So having gone over what the movie is about, the movie does a good job of interweaving the Marvel-based characters into real world scenarios. It will appeal to a wider audience such as kids who are looking for an action-based movie as well as adults who enjoy having many plot twists to keep them guessing. The powers that be at Marvel have a grand scheme up their sleeves of how to tie in all their movies while having individual ones such as this that are self contained, and stand on their own. The “summer” blockbusters seem to be spreading out more so during the year and Captain America 2 takes us on a wild ride! A must see!

Latino Film Festival Opening Night Film: Tango Glories (Fermin)

by leo guerrero


This year marks the 30th anniversary of the Latino Film Fest in Chicago. I had been seeing and reading about the vast array of movies that were going to make their way to our fair city. So having missed my Aunt’s birthday, I wanted to give her a unique present.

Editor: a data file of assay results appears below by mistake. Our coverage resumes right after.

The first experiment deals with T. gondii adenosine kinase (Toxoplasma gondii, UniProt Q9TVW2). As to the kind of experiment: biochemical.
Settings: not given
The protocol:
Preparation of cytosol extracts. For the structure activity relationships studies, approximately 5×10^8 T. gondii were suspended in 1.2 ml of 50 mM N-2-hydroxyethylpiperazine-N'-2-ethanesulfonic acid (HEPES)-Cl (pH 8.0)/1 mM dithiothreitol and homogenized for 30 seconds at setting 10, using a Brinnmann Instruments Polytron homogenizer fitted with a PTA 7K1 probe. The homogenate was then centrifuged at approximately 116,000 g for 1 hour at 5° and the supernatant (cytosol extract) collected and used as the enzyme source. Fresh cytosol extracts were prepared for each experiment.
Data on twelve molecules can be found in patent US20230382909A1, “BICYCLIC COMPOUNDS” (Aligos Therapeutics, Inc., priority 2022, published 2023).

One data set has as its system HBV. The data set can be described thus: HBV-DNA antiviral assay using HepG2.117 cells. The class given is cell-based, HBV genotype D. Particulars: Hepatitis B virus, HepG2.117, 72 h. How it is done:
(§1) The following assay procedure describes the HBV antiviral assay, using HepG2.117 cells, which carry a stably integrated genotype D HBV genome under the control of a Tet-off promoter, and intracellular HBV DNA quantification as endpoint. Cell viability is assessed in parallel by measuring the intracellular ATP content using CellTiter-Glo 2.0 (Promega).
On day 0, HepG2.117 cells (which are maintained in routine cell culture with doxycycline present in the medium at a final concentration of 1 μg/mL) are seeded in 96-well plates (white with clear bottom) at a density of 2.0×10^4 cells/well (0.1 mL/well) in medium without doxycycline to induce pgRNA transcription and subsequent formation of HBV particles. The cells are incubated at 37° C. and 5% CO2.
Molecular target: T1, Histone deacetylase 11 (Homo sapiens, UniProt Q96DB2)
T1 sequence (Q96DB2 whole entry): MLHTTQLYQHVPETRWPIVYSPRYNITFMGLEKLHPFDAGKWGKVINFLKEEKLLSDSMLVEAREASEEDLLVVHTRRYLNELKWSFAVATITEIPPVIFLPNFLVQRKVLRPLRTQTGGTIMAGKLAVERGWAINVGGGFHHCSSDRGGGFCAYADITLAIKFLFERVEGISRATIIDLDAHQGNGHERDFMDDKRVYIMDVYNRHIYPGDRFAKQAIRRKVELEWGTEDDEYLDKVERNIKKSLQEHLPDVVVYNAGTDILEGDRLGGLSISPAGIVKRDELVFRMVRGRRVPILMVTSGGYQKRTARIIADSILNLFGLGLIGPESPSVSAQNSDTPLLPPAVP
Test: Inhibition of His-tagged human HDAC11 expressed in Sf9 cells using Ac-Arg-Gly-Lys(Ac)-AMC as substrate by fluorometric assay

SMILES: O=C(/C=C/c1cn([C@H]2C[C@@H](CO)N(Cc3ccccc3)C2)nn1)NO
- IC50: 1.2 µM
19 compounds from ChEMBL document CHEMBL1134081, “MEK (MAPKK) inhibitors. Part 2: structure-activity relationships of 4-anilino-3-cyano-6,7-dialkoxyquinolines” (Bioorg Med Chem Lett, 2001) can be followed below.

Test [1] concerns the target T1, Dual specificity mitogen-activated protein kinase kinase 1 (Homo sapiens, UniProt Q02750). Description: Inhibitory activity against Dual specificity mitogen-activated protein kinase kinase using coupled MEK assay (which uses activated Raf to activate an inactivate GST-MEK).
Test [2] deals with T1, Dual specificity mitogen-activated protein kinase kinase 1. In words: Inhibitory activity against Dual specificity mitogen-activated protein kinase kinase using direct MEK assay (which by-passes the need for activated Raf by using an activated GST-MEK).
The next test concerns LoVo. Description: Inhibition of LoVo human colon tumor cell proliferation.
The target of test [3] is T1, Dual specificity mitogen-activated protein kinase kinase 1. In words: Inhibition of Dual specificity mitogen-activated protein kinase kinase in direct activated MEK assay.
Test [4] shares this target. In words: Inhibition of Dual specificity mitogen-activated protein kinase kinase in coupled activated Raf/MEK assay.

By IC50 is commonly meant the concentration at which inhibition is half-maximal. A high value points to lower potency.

What could be better than going to the opening movie of the Latino Film Fest! (Happy Birthday, Tia Martha!) The movie showing was sold out with a buzz in the air normally given to red carpet premieres. The honorable Mayor Emanuel even gave opening remarks.

The movie presented was titled “Tango Glories (Fermín) / Fermín, Glorias del Tango”, and this was, in a word, Marvelous! The movie works it’s magic as we learn the story of an older tango dancer by the name of Fermin who has made many mistakes during his lifetime and now lives in a psychiatric ward constantly thinking back to his younger days of dancing Tango. As we see Fermin recollecting, the audience discovers how he was married and had a son, yet never found the time to spend with him. He had a close friend by the name of Centipede, who is also a magnificent tango dancer, and also had a way with women. The two eventually try to win the heart of the same woman with Fermin ultimately framing Centipede in the hopes of winning her.